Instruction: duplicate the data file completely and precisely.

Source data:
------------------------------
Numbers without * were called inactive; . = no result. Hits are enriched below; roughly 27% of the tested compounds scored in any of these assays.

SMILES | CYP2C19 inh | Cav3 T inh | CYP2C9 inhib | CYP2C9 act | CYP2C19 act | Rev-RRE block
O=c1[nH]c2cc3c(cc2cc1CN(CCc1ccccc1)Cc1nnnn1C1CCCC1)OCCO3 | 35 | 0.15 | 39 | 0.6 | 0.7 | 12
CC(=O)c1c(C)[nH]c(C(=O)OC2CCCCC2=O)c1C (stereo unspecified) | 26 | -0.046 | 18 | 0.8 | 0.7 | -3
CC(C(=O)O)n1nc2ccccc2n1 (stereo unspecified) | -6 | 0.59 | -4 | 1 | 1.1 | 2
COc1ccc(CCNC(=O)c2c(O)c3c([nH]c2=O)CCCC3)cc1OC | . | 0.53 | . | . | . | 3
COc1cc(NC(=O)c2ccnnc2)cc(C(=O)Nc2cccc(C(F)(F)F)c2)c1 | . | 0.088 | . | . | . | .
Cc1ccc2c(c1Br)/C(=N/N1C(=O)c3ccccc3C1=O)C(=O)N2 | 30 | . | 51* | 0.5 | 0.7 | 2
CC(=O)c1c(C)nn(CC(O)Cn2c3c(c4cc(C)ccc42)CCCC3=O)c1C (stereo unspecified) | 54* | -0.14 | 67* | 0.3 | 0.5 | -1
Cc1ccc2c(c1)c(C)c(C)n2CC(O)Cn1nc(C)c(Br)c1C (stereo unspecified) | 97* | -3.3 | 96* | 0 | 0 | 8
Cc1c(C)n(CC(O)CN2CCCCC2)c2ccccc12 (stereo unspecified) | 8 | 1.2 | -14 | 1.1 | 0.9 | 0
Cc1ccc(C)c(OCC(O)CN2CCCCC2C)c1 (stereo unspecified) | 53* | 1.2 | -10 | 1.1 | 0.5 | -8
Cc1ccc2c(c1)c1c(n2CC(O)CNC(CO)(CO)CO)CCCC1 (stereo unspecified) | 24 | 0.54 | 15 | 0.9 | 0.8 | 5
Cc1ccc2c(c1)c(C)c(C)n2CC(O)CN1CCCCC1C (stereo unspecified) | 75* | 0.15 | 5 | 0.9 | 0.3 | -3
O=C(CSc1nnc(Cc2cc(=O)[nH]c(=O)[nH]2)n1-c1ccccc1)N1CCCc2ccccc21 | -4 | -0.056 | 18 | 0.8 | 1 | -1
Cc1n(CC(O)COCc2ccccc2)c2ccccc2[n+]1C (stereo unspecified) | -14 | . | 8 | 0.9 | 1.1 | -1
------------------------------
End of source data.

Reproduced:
Numbers without * were called inactive; . = no result. Hits are enriched below; roughly 27% of the tested compounds scored in any of these assays.

SMILES | CYP2C19 inh | Cav3 T inh | CYP2C9 inhib | CYP2C9 act | CYP2C19 act | Rev-RRE block
O=c1[nH]c2cc3c(cc2cc1CN(CCc1ccccc1)Cc1nnnn1C1CCCC1)OCCO3 | 35 | 0.15 | 39 | 0.6 | 0.7 | 12
CC(=O)c1c(C)[nH]c(C(=O)OC2CCCCC2=O)c1C (stereo unspecified) | 26 | -0.046 | 18 | 0.8 | 0.7 | -3
CC(C(=O)O)n1nc2ccccc2n1 (stereo unspecified) | -6 | 0.59 | -4 | 1 | 1.1 | 2
COc1ccc(CCNC(=O)c2c(O)c3c([nH]c2=O)CCCC3)cc1OC | . | 0.53 | . | . | . | 3
COc1cc(NC(=O)c2ccnnc2)cc(C(=O)Nc2cccc(C(F)(F)F)c2)c1 | . | 0.088 | . | . | . | .
Cc1ccc2c(c1Br)/C(=N/N1C(=O)c3ccccc3C1=O)C(=O)N2 | 30 | . | 51* | 0.5 | 0.7 | 2
CC(=O)c1c(C)nn(CC(O)Cn2c3c(c4cc(C)ccc42)CCCC3=O)c1C (stereo unspecified) | 54* | -0.14 | 67* | 0.3 | 0.5 | -1
Cc1ccc2c(c1)c(C)c(C)n2CC(O)Cn1nc(C)c(Br)c1C (stereo unspecified) | 97* | -3.3 | 96* | 0 | 0 | 8
Cc1c(C)n(CC(O)CN2CCCCC2)c2ccccc12 (stereo unspecified) | 8 | 1.2 | -14 | 1.1 | 0.9 | 0
Cc1ccc(C)c(OCC(O)CN2CCCCC2C)c1 (stereo unspecified) | 53* | 1.2 | -10 | 1.1 | 0.5 | -8
Cc1ccc2c(c1)c1c(n2CC(O)CNC(CO)(CO)CO)CCCC1 (stereo unspecified) | 24 | 0.54 | 15 | 0.9 | 0.8 | 5
Cc1ccc2c(c1)c(C)c(C)n2CC(O)CN1CCCCC1C (stereo unspecified) | 75* | 0.15 | 5 | 0.9 | 0.3 | -3
O=C(CSc1nnc(Cc2cc(=O)[nH]c(=O)[nH]2)n1-c1ccccc1)N1CCCc2ccccc21 | -4 | -0.056 | 18 | 0.8 | 1 | -1
Cc1n(CC(O)COCc2ccccc2)c2ccccc2[n+]1C (stereo unspecified) | -14 | . | 8 | 0.9 | 1.1 | -1